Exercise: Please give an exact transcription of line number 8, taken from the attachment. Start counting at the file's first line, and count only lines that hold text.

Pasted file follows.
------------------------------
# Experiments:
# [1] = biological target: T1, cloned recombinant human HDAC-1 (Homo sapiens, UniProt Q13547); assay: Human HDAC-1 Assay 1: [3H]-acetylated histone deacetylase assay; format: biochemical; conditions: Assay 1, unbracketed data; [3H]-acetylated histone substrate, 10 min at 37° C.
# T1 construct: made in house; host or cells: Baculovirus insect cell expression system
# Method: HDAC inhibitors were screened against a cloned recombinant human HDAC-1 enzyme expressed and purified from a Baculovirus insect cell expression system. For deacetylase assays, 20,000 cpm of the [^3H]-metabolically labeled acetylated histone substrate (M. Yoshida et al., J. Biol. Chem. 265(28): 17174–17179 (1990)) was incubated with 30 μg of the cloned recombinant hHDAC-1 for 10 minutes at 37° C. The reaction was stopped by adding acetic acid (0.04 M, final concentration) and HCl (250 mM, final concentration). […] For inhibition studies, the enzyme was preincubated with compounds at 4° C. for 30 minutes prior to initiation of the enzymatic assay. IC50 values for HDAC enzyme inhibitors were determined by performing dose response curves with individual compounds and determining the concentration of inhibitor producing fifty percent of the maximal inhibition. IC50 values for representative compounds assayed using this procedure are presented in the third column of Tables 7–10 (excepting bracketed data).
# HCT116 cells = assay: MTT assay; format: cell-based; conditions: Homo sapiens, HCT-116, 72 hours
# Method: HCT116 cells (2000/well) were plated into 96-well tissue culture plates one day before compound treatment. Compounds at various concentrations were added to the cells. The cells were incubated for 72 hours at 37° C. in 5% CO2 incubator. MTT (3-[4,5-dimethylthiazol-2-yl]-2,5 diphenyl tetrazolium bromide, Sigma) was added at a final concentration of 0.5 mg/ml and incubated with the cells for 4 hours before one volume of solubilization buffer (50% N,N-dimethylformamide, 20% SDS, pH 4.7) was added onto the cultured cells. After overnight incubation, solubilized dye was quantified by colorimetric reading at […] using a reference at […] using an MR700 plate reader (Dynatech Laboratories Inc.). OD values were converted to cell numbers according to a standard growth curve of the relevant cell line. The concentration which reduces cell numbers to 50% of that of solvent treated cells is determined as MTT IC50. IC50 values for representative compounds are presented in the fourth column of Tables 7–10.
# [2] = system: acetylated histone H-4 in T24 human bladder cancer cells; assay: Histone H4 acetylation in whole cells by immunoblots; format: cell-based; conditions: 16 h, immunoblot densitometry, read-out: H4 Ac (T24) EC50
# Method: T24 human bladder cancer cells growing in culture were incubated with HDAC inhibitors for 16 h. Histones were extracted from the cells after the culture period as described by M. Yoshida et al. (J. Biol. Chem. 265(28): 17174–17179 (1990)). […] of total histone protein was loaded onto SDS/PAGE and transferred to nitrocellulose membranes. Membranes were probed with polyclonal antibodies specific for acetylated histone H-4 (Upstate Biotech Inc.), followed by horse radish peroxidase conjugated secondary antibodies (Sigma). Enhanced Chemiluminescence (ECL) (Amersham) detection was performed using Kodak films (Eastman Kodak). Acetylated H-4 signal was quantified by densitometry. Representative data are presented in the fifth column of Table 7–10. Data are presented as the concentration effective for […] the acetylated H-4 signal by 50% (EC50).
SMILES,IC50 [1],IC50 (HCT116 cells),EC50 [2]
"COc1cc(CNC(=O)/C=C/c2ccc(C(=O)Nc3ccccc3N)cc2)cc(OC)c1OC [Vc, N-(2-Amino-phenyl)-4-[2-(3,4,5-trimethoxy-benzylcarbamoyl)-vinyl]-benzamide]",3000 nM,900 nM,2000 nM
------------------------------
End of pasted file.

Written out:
# Method: T24 human bladder cancer cells growing in culture were incubated with HDAC inhibitors for 16 h. Histones were extracted from the cells after the culture period as described by M. Yoshida et al. (J. Biol. Chem. 265(28): 17174–17179 (1990)). […] of total histone protein was loaded onto SDS/PAGE and transferred to nitrocellulose membranes. Membranes were probed with polyclonal antibodies specific for acetylated histone H-4 (Upstate Biotech Inc.), followed by horse radish peroxidase conjugated secondary antibodies (Sigma). Enhanced Chemiluminescence (ECL) (Amersham) detection was performed using Kodak films (Eastman Kodak). Acetylated H-4 signal was quantified by densitometry. Representative data are presented in the fifth column of Table 7–10. Data are presented as the concentration effective for […] the acetylated H-4 signal by 50% (EC50).